We are orchestrating multiple services and exposing a single API to the clients. The main integration artifact is going to be a REST API.

  1. Right-click HealthcareConfigProject in the navigator and go to NewREST API to open the API Artifact Creation Options dialog box.
  2. Select Create A New API Artifact and click Next.
  3. Specify values for the required REST API properties: API name, and Context.

    Parameter Value
    Name HealthcareAPI
    Context /healthcare

    New API Wizard

  4. Click Finish. The REST API is created in the src/main/synapse-config/api folder under HealthcareConfigProject.

  5. Open the new artifact from the project explorer. You will see the graphical view of the HealthcareAPI with its default Resource.

    API Resource

    To the left of the editor, you will see the Mediators palette containing various mediators that can be dragged and dropped into the canvas of the API Resource.

  6. Double-click the API resource to open the Properties view:

    Resource Properties

    Specify values for the required resource properties:

    Parameter Value
    Url Style URL_TEMPLATE
    Uri Template /doctor/{doctorType}
    Methods Get

    In the Uri Template, {doctorType} is a uri variable that gets resolved to the path parameter value in the runtime. We can access the value of the uri variable in the mediation flow using the variable (property) called ‘uri.var.doctorType’.

Step 4: Build the mediation logic

  1. Create two parallel message flows

    In this scenario, the Healthcare API receives an HTTP GET request, which should be delivered to two different back-end services. That is, we need to clone the message into two branches and process them in parallel. To do that, we can use the Clone Mediator.

    Drag the Clone mediator from the mediator palette and drop it into the request path (inSequence) of the API Resource canvas.

    Clone

    Right-click the Clone mediator and select Add/Remove Target... In the Add Target Branches window, set the number of branches to 2. You will now see two branches inside the Clone mediator.

    Clone Branches

  2. Invoke the GrandOak Endpoint

    The Call mediator is used to invoke a back-end service. In Step 2, we have already created an Endpoint to represent the GrandOak endpoint.

    Drag the Call mediator from the mediator palette into one branch of the Clone mediator.

    Call Mediator

    Then, drag the already-defined GrandOak endpoint artifact, which is available under the Defined Endpoints section of the palette, into the Call mediator.

    Call Mediator EP

  3. Construct message payload for the PineValley Endpoint

    Unlike the GrandOAK endpoint, which accepts a simple GET request, the PineValley endpoint requires a POST request with the following JSON message:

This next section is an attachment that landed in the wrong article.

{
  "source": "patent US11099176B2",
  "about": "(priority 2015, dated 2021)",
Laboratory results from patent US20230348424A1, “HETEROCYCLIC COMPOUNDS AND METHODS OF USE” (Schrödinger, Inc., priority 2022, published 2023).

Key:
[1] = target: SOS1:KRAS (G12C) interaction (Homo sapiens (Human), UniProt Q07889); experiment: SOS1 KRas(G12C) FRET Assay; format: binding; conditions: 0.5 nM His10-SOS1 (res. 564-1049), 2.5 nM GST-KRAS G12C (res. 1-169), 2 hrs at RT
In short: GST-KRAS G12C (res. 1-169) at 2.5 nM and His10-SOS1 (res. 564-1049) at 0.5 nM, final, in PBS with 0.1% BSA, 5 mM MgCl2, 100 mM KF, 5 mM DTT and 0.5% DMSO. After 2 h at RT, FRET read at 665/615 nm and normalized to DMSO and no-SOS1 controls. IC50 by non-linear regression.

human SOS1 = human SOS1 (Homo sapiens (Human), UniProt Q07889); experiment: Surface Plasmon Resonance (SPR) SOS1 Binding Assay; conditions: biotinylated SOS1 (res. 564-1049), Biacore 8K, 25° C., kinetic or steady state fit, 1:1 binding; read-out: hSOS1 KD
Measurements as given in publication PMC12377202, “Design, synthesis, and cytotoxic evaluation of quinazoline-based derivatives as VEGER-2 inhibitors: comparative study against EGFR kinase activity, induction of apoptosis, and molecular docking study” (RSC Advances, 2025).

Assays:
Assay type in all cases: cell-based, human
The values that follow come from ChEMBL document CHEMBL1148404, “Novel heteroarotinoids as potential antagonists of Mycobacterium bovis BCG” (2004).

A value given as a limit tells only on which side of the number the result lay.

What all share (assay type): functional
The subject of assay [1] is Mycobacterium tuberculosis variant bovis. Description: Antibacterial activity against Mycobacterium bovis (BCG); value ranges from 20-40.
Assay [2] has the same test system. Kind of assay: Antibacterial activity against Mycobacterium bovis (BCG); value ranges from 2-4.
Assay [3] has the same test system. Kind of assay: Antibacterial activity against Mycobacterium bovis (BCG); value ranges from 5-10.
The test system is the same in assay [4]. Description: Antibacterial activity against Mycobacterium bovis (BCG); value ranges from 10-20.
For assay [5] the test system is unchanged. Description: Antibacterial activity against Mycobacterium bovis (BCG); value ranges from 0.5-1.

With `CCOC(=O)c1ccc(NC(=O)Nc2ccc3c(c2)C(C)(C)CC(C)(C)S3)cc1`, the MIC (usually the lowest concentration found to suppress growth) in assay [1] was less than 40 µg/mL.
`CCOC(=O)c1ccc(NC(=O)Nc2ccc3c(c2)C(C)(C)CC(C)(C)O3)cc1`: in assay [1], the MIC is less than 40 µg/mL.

{
        "doctorType": "<DOCTOR_TYPE>"
    }

    Therefore, we need to first construct the required message payload. There are several Transformation mediators available for constructing messages. Let's use the PayloadFactory mediator. Drag the PayloadFactory mediator into the 2nd branch of the Clone mediator as shown below.

    PayloadFactory Mediator

    Specify values for the required PayloadFactory properties:

    Parameter Value
    Payload Format Inline
    Media Type json
    Payload { "doctorType": "$1" }
    Args $ctx:uri.var.doctorType

    Note the $1 in the Payload format. It denotes a parameter that can get a value assigned dynamically. The value for the parameters need to be assigned using Arguments (Args). Args can be added using the PayloadFactoryArgument dialog box, which appears when you click the + sign.

    PayloadFactory Mediator Args

    In the PayloadFactoryArgument dialog box, select Expression as the Argument Type, and click Argument Expression. You will then see the Expression Selector dialog box. Enter $ctx:uri.var.doctorType as the value for the expression.

  4. Invoke the PineValley Endpoint

    Use the Call mediator to invoke the PineVallery Endpoint. Follow the same steps you used under ‘Invoke GrandOak Endpoint’.

  5. Aggregating response messages

    Since we are cloning the messages and delivering into two different services, we will receive two responses. So we need to aggregate those two responses and construct a single response. To do that, we can use the Aggregate mediator.

    Drag the Aggregate mediator and drop it next to the Clone mediator as shown below.

    Aggregate Mediator

    Specify values for the required Aggregate mediator properties.

    Parameter Value
    Aggregation Expression json-eval($.doctors.doctor)
  6. Send a response back to the client